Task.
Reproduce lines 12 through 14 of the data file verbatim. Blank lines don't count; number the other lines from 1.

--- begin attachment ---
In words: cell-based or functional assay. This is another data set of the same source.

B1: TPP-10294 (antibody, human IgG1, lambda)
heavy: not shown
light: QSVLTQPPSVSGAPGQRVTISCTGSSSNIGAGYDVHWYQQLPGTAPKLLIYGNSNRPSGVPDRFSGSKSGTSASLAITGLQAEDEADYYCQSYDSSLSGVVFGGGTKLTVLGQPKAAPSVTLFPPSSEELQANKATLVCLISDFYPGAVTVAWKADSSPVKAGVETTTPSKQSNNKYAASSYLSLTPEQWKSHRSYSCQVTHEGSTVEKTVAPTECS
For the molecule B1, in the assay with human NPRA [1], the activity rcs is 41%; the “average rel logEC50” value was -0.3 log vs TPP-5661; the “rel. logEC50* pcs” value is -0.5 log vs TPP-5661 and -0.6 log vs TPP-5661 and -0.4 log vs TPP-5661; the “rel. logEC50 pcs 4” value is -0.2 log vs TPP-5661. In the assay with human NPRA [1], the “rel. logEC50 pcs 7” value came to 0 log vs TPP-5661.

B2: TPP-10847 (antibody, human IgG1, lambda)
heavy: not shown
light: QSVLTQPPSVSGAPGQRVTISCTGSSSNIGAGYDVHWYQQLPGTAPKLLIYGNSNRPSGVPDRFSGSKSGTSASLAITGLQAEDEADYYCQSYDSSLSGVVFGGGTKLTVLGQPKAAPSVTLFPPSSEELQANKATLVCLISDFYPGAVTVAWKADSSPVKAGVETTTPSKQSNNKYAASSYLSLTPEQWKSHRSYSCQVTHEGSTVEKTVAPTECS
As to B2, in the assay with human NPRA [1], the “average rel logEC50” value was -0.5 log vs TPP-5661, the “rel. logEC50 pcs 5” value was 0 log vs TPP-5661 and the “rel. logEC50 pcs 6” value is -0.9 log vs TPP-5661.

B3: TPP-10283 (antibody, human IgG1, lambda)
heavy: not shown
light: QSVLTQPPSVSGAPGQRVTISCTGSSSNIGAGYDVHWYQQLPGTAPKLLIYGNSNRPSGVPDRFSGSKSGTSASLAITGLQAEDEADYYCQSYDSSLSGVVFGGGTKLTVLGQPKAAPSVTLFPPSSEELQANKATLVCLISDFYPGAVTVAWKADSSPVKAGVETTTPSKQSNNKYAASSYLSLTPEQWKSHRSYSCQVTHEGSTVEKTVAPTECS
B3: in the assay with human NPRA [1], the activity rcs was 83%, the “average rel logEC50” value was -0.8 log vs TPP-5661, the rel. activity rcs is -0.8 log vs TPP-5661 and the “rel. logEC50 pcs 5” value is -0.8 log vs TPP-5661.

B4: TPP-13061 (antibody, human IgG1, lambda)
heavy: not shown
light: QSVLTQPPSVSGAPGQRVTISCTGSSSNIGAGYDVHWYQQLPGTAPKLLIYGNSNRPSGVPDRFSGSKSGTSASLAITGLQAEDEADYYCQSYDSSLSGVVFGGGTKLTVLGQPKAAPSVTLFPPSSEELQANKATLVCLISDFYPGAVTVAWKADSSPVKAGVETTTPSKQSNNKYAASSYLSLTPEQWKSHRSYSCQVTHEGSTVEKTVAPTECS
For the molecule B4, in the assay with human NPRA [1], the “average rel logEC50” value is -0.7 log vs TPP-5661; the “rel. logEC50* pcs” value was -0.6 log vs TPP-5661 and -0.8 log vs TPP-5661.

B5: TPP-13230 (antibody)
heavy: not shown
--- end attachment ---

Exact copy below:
light: QSVLTQPPSVSGAPGQRVTISCTGSSSNIGAGYDVHWYQQLPGTAPKLLIYGNSNRPSGVPDRFSGSKSGTSASLAITGLQAEDEADYYCQSYDSSLSGVVFGGGTKLTVLGQPKAAPSVTLFPPSSEELQANKATLVCLISDFYPGAVTVAWKADSSPVKAGVETTTPSKQSNNKYAASSYLSLTPEQWKSHRSYSCQVTHEGSTVEKTVAPTECS
B3: in the assay with human NPRA [1], the activity rcs was 83%, the “average rel logEC50” value was -0.8 log vs TPP-5661, the rel. activity rcs is -0.8 log vs TPP-5661 and the “rel. logEC50 pcs 5” value is -0.8 log vs TPP-5661.

B4: TPP-13061 (antibody, human IgG1, lambda)